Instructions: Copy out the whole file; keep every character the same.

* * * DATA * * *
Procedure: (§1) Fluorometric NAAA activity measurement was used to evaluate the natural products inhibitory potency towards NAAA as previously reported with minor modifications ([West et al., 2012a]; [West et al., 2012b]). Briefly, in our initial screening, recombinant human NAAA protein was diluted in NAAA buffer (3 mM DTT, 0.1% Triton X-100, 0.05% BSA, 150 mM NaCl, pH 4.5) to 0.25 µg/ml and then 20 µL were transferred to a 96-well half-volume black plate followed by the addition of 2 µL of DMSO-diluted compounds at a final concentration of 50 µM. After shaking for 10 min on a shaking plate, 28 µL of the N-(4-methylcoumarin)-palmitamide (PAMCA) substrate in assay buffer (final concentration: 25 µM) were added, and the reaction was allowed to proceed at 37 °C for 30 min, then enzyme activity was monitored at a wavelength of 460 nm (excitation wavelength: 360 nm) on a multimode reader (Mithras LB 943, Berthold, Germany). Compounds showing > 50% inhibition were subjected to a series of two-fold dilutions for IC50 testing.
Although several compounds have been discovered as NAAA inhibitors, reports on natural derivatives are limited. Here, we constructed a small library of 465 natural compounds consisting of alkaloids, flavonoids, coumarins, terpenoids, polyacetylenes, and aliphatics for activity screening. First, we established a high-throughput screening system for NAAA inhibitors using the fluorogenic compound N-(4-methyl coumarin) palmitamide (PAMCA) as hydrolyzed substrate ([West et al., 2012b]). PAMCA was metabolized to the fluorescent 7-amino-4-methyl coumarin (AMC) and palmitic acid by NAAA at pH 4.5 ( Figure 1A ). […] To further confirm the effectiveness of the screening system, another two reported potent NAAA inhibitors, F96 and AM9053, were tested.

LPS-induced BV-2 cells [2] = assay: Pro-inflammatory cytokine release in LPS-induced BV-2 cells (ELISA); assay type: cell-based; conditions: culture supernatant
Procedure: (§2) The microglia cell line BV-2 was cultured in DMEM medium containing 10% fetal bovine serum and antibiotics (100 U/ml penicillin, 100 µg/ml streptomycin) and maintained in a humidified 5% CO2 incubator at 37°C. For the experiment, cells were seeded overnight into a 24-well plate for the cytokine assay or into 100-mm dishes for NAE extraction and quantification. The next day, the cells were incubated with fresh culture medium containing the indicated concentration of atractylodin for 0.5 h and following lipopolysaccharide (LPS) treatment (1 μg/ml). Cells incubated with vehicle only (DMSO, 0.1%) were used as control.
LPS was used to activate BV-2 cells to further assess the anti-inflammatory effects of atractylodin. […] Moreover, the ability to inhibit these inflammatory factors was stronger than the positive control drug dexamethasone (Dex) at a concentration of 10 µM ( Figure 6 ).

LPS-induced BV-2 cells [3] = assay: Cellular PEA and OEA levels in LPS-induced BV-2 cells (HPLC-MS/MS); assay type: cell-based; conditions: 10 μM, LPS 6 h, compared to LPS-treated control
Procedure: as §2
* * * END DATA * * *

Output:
Procedure: (§1) Fluorometric NAAA activity measurement was used to evaluate the natural products inhibitory potency towards NAAA as previously reported with minor modifications ([West et al., 2012a]; [West et al., 2012b]). Briefly, in our initial screening, recombinant human NAAA protein was diluted in NAAA buffer (3 mM DTT, 0.1% Triton X-100, 0.05% BSA, 150 mM NaCl, pH 4.5) to 0.25 µg/ml and then 20 µL were transferred to a 96-well half-volume black plate followed by the addition of 2 µL of DMSO-diluted compounds at a final concentration of 50 µM. After shaking for 10 min on a shaking plate, 28 µL of the N-(4-methylcoumarin)-palmitamide (PAMCA) substrate in assay buffer (final concentration: 25 µM) were added, and the reaction was allowed to proceed at 37 °C for 30 min, then enzyme activity was monitored at a wavelength of 460 nm (excitation wavelength: 360 nm) on a multimode reader (Mithras LB 943, Berthold, Germany). Compounds showing > 50% inhibition were subjected to a series of two-fold dilutions for IC50 testing.
Although several compounds have been discovered as NAAA inhibitors, reports on natural derivatives are limited. Here, we constructed a small library of 465 natural compounds consisting of alkaloids, flavonoids, coumarins, terpenoids, polyacetylenes, and aliphatics for activity screening. First, we established a high-throughput screening system for NAAA inhibitors using the fluorogenic compound N-(4-methyl coumarin) palmitamide (PAMCA) as hydrolyzed substrate ([West et al., 2012b]). PAMCA was metabolized to the fluorescent 7-amino-4-methyl coumarin (AMC) and palmitic acid by NAAA at pH 4.5 ( Figure 1A ). […] To further confirm the effectiveness of the screening system, another two reported potent NAAA inhibitors, F96 and AM9053, were tested.

LPS-induced BV-2 cells [2] = assay: Pro-inflammatory cytokine release in LPS-induced BV-2 cells (ELISA); assay type: cell-based; conditions: culture supernatant
Procedure: (§2) The microglia cell line BV-2 was cultured in DMEM medium containing 10% fetal bovine serum and antibiotics (100 U/ml penicillin, 100 µg/ml streptomycin) and maintained in a humidified 5% CO2 incubator at 37°C. For the experiment, cells were seeded overnight into a 24-well plate for the cytokine assay or into 100-mm dishes for NAE extraction and quantification. The next day, the cells were incubated with fresh culture medium containing the indicated concentration of atractylodin for 0.5 h and following lipopolysaccharide (LPS) treatment (1 μg/ml). Cells incubated with vehicle only (DMSO, 0.1%) were used as control.
LPS was used to activate BV-2 cells to further assess the anti-inflammatory effects of atractylodin. […] Moreover, the ability to inhibit these inflammatory factors was stronger than the positive control drug dexamethasone (Dex) at a concentration of 10 µM ( Figure 6 ).

LPS-induced BV-2 cells [3] = assay: Cellular PEA and OEA levels in LPS-induced BV-2 cells (HPLC-MS/MS); assay type: cell-based; conditions: 10 μM, LPS 6 h, compared to LPS-treated control
Procedure: as §2